This past weekend I traveled to Michigan to celebrate my Aunt’s 80th birthday. All kinds of kindnesses wafted my way. Some, reminders from the past, some spontaneous, some planned.
My family began practicing Random Acts of Kindness way back when my kids were teens. Now they have teens. This year, I decided to make RAKs my focus. With a twist.
CoCo received a beautiful Act of Kindness this year. The train conductor on her short commute surprised her with a generous Christmas Gift. She smiled for weeks with wonderment and told everyone she knew about the conductor’s kindness. However, I initially responded with suspicion. After a bit of reflection, I remembered an observation I got from a friend.
You are a much better giver than a receiver. It takes some humbleness to receive without the intention of paying back.My dear friend, Nancy S (circa, 1980)
So with that in mind, I am devoting 2022 to recognizing kindness given. This week I became aware of three beautiful acts of kindness. Some unconsciously give, and some required deliberate action.
My oldest brother shared his recent experience traveling in Europe. Somehow he managed to keep in touch with a Neighborhood Friend, who moved away when he was about 11 years old. There’s enough age-space between me and my brother that I knew NF as a little boy. I have some babysitting memories of my own that I shared here.
Somehow NF found my brother to tell him he had saved a bunch of letters from long ago. Since NF was moving to Lisbon, would my brother like the letters? How kind to reach out that way!
One thing led to another, and the two old friends got together in Lisbon. NF shared something tender and important with my brother. Unknown to us, NF shared extensive bullying in school. His asthma left him weak and made him vulnerable. But, he told my brother, he never felt weak when he played with the family across the pasture.
None of us could remember thinking of NF as weak. What I do remember is that our family was large, with obvious variation in age and skill. When we played, we compensated for varying skill levels. Perhaps Mike’s big brother, who was in high school and was the one kid with a glove, batted left-handed and with only one hand. Perhaps a home run was hitting it as far as the pitcher for one of the Little Kids. We made up our own rules with the main rules: have fun and everyone gets to play. I suppose that’s why we never thought of NF as weak or inferior. We just thought of him as one of us.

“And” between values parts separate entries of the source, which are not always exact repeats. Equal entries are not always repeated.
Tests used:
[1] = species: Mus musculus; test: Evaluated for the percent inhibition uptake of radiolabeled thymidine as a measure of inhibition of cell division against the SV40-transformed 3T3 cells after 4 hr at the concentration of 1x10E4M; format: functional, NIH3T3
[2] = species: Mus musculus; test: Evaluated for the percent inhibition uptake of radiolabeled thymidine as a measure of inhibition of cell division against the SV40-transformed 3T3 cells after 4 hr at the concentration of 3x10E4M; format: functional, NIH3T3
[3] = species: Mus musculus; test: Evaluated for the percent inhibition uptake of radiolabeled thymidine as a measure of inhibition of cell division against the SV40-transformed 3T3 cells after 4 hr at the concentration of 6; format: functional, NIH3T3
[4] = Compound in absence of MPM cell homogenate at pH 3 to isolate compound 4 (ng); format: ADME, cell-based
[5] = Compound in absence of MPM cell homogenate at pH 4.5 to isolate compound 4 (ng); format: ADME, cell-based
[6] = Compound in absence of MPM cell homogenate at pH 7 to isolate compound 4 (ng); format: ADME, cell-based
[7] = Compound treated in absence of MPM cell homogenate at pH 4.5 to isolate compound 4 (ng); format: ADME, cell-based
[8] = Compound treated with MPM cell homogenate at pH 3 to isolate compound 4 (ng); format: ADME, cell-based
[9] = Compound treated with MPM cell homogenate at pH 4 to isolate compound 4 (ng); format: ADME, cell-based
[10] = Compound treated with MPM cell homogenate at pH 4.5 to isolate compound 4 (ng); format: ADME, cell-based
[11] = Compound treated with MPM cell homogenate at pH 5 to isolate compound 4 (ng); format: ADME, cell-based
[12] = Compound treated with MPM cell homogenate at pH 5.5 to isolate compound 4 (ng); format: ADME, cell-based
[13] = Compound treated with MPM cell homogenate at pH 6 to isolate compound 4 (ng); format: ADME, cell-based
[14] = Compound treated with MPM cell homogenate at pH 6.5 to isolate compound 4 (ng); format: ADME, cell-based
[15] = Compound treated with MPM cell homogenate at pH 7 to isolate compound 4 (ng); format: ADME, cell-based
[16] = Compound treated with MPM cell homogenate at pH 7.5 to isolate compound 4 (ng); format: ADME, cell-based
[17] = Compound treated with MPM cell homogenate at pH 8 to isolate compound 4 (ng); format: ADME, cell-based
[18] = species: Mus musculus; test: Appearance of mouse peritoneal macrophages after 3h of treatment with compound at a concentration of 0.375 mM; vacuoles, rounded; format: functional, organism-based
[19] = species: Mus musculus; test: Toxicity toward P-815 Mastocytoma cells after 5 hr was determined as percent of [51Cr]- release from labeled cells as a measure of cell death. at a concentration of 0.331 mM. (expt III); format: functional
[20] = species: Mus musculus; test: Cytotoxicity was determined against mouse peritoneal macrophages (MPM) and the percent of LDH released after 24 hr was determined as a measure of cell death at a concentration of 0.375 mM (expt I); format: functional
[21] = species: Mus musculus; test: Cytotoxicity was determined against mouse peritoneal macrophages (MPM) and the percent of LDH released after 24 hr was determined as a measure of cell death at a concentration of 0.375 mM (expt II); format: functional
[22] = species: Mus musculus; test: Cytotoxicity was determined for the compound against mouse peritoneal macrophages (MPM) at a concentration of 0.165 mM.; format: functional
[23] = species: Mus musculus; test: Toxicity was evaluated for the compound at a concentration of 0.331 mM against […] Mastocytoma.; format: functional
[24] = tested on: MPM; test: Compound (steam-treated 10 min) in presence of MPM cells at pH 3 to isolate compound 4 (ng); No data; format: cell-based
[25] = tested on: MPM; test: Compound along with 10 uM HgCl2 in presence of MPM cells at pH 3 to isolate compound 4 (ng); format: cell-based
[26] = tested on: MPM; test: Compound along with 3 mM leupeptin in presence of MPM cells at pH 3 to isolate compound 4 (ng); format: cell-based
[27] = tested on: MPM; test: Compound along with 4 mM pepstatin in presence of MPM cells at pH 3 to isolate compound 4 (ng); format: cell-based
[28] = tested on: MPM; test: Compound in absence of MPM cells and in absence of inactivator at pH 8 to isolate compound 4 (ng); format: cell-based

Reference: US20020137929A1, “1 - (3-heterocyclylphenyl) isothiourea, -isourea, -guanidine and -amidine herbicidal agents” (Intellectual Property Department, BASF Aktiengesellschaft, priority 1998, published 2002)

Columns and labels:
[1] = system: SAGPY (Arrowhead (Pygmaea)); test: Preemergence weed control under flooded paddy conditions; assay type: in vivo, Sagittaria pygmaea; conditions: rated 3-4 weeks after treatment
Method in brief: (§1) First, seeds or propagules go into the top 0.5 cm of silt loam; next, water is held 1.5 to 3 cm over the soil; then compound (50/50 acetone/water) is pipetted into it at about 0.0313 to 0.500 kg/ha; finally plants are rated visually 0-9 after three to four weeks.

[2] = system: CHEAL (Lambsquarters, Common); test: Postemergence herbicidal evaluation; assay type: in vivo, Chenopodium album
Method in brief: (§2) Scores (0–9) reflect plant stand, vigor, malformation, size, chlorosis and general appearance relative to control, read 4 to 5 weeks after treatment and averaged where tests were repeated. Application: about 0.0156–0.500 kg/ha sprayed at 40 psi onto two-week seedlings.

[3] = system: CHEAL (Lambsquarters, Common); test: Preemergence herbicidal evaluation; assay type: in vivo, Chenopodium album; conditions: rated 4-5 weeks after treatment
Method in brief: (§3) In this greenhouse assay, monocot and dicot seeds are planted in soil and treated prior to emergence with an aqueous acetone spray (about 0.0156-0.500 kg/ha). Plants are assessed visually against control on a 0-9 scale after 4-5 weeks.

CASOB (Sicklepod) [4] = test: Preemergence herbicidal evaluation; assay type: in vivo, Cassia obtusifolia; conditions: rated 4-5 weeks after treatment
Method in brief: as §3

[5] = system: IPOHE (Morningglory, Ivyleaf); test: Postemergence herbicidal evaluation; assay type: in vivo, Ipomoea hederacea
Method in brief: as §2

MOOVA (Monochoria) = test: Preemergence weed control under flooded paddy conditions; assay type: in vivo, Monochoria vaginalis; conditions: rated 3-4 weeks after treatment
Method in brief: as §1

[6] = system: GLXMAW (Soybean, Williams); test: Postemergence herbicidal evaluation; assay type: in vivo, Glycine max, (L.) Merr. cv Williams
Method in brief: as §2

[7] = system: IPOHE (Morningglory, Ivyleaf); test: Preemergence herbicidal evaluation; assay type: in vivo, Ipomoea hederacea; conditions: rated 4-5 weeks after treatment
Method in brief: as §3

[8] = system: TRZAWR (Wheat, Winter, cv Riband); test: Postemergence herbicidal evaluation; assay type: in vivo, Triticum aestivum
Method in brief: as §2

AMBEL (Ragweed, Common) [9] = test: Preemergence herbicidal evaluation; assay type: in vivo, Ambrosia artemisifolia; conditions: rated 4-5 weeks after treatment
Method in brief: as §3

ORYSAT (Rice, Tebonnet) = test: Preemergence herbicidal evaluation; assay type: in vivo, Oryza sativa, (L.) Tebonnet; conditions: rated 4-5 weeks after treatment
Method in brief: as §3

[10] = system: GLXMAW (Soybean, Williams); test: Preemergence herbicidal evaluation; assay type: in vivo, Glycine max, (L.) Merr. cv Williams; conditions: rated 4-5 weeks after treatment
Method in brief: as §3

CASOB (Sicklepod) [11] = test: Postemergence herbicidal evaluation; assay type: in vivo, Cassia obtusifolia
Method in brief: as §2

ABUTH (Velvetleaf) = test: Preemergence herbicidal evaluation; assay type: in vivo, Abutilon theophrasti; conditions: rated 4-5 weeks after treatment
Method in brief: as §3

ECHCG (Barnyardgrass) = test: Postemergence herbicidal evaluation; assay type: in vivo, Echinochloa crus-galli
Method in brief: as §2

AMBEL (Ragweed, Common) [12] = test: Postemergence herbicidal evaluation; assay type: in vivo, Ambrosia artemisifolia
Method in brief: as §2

My brother’s little story reminded me that we don’t need to be consciously kind to have an impact. Sometimes the biggest acts of kindness are remembering each other’s humanness.
A kindness returned
My Aunt Annie is 14 years younger than Mom. The age gap between her and me is less than that between me and my youngest sibling. Several years ago, Aunt Annie had a stroke that left her partially paralyzed. Although Mom took her in for a while, the physical strain became too much for her, and Aunt Annie moved to an assisted care home, where Mom visited her. As time went by, my oldest sister organized a calendar so we could each benefit from visiting Aunt Annie, taking her for lunch, and helping her with some of her tasks. Yes, this was a kindness to her, but it was also a kindness we received as well. We got a chance to relive her childhood memories of us; we got to appreciate her sense of humor; and we learned the importance of resilience.
This weekend, Aunt Annie gifted us with a thank-you party. Can you imagine? That’s what she wanted to do for her 80th birthday. What a beautiful kindness.
A Call of Kindness
I’m not sure if I mentioned this before, but Miss P lost sight in one of her eyes last fall due to an infection. Recovery has been slow and only partial. This week a friend called to inquire about Miss P’s progress. I am touched by my friend’s kindness. It’s one thing to pay attention in the moment. It takes effort to follow up months later, and extra kindness to patiently listen to a worried grandma talk about someone you’ve never met. Miss P is probably facing a corneal transplant, but she won’t know for several more months.
The official Random Act of Kindness Day is February 17. But RAKing can go on all year long. Visit the Website here. “The work to create a kinder world never ends. There is no limit on the amount of goodness we can put into the world..”
Use the hashtags #MakeKindnessTheNorm #RAKday #RandomActsofKindnessDay. Most importantly, “In a world where you can be anything…Be kind.” (And be willing to receive the kindness offered.)
I’ll be watching through my rose-colored glasses for opportunities to give a RAK. And I’ll have my antennae up ready to recognize when I get a RAK or see one.